Summer Research Program Students Delve Into COVID’s Impact on Air Quality

Professor Joel BurleyAir quality is certainly top of mind these days, not just for the SMC community but across the West—and beyond. Two students took advantage of the School of Science’s Summer Research Program to examine COVID’s effect on the environment, to sometimes surprising results. Despite restrictions from the pandemic on in-person teaching, students delved into their enquiries using a wealth of data, honing their independent research skills.

In their two research projects, Liana Garcia ’21 and Justin Eisenmann ’21, mentored by Chemistry Professor Joel Burley, looked at the interconnections between air quality and the COVID-19 pandemic. They examined data to see whether there has been a reduction in pollution given COVID’s restrictions on traveling and whether areas known for bad air pollution have faced worsening conditions during the pandemic.

Burley acknowledged that this was no ordinary summer. “The need for social distancing dramatically changed the way I had to conduct business,” Burley said. “Normally for the students who work with me, there are multiple facets to the activities that we pursue. Since 2003, we have operated solar-powered air-pollution monitors in national forests and national parks. And the students would go with me on trips to install these monitors, then go periodically and download the data, and then to remove them in early October before the snow came back. Unfortunately, we had to cut that part out because you can’t really socially distance.”

“I give my two students this summer, a lot of credit, Justin and Liana,” Burley noted. “Basically, we accessed online databases of air pollution, and they were able to investigate their questions. In this particular summer, they had to demonstrate a higher level of independence and initiative."

Senior Chemistry major Liana Garcia focused on air pollution in her project, How Long-Term PM2.5 Exposure Affects International COVID-19 Mortality and Morbidity Rates. “I chose to study this because Harvard came out with study in April saying people who had a longer-term exposure to PM 2.5 (a toxic air pollutant) were more likely to die of COVID,” said Garcia. She gathered data from credible websites, looking at both death and total cases, and compared them across countries that had the highest number of deaths and worst air pollution in the past.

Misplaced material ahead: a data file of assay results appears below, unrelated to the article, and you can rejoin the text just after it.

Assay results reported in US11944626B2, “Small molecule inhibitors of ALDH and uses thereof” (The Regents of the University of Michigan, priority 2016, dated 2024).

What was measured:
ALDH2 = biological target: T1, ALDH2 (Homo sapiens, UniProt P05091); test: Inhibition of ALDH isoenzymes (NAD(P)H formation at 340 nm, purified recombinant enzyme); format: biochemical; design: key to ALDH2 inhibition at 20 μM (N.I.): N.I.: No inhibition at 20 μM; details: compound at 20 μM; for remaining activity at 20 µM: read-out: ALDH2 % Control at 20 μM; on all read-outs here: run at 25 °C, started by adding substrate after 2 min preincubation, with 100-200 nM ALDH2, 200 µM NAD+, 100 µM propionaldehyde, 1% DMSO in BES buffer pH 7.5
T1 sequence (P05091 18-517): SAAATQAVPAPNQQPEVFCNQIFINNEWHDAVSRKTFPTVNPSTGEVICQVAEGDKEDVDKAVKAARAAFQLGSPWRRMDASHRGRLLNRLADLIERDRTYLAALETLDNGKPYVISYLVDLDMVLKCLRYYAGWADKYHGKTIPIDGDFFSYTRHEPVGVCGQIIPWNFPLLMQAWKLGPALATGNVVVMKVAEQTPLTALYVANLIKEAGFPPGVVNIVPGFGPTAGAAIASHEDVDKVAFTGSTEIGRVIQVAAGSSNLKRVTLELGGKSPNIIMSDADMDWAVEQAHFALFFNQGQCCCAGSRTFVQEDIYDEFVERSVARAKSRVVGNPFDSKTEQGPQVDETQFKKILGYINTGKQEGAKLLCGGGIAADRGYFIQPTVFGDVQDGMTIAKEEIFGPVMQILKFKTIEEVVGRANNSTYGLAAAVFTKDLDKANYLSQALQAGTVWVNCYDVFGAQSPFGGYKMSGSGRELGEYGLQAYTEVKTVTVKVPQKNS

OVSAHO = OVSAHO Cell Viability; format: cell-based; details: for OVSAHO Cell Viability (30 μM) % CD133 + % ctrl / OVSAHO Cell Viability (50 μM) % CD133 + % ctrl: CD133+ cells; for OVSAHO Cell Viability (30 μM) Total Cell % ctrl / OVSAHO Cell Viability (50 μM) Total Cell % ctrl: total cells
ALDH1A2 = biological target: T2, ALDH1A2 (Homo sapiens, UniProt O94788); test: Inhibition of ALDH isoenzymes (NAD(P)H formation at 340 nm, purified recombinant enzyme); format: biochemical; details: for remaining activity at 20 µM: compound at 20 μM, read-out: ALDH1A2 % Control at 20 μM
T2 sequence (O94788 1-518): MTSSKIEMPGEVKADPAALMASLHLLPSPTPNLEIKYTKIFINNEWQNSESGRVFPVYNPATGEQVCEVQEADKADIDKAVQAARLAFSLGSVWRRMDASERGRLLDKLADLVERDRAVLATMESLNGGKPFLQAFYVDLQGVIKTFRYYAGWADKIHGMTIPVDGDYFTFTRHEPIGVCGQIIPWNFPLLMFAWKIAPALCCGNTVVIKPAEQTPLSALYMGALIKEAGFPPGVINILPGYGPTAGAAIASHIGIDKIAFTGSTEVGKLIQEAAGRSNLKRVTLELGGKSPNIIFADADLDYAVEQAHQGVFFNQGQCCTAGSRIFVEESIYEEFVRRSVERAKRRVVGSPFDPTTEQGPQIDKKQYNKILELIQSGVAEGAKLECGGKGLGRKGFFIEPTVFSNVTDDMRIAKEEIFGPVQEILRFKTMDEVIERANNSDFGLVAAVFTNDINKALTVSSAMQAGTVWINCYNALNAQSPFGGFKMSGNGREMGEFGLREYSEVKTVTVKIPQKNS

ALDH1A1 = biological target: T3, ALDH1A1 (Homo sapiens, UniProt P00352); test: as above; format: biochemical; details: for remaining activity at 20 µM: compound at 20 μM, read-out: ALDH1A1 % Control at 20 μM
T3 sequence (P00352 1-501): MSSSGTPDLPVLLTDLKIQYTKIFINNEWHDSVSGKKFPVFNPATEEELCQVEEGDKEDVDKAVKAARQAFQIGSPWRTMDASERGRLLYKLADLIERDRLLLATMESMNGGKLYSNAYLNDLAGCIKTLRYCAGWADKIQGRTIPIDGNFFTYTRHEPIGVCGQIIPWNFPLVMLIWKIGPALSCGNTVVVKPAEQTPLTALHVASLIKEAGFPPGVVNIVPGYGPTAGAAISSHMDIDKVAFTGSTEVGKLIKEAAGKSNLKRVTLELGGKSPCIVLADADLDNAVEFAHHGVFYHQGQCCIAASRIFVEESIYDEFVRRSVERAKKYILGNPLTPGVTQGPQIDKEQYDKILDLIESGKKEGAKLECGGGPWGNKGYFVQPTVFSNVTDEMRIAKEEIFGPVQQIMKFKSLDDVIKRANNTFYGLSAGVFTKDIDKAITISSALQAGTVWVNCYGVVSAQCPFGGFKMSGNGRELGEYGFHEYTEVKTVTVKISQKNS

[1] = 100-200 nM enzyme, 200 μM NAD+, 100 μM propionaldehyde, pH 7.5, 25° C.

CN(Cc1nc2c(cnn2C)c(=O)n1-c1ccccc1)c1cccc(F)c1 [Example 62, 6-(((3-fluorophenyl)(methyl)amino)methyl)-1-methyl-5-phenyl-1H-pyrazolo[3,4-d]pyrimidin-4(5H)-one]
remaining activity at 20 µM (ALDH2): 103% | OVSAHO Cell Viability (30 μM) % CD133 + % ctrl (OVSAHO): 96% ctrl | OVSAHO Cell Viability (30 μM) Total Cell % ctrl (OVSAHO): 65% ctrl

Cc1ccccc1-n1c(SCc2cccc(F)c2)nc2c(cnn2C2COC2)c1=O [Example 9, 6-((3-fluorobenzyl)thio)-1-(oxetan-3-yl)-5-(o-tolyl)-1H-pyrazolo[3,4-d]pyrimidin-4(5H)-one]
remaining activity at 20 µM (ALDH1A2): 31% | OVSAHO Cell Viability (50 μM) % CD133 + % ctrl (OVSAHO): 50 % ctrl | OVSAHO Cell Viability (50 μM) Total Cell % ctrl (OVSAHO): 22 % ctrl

Garcia’s results were inconclusive, she said, in part because the Harvard study considered numerous factors using advanced-level coding beyond the scope of her project. In her studies, she found, for instance, that “China and India had lower cases and deaths even though they’re the worst countries with air pollution,” she said. “I came to the conclusion that this might have been due to when lockdown started because China was one of the first to lock down, so they had the number of deaths more under control. Whereas, India didn’t shut down till a little later. But I couldn’t come to a conclusion as to why their cases/deaths were lower despite bad air pollution.”

Garcia felt the Summer Research Program was worthwhile despite needing to work from a distance due to COVID. “Given the restrictions, it went a lot better than expected. I was nervous about how everything would play out; I’m used to doing labs with professors and other people. Doing everything remotely and getting used to that did make me nervous. It ended up working really well because I didn’t need to go out and do anything. It’s amazing how much you can find on the Internet. We did miss out on trips because our professor has national park monitoring stations. But he did still make it fun,” Garcia concluded.


Senior in C hemistry Justin Eisenmann’s project, Air Quality Impacts of the COVID-19 Pandemic in the United States, examined the relationship between air quality and COVID here at home. “My research was an attempt to prove the hypothesis presented by many institutions and even more numerous news sources that the COVID-19 shutdowns reduced air pollution,” he said. “I tried a few locations before finding a state-by-state breakdown of air quality in America from the University of Washington, and it claimed that Arizona had one of the biggest reductions of air pollution. So, I made Arizona my focus and combed through all of the data available.

“Unfortunately,” Eisenmann added, “I found that the difference was about the same as the standard deviation—that the data was not conclusive despite matching closely with what the University ofWashington reported. They didn’t factor in the standard deviation. Thus, I didn’t find any evidence in any place that air quality significantly improved,” Eisenmann said.

Eisenmann admitted feeling restricted by the pandemic this summer. “For this team, we were entirely remote,” he noted. “While that was serviceable for my project, I really enjoy working with instruments and being outdoors, so I was disappointed to not be doing the field work.” 

Burley remains enthusiastic about the Summer Research Program’s future. “I see the Summer Research Program as one of the best things we have in the School of Science, so valuable in terms of research experience,” he said. “It gives students a chance to say, “‘Hey, I really do enjoy research, and maybe I should consider going to graduate school,’” he added. “Hopefully, next year there will be a return of sorts to normalcy, and we’ll be able to get back to doing most of the research activities that we would like to do.”

For more information on the School of Science’s Summer Research Program, click here.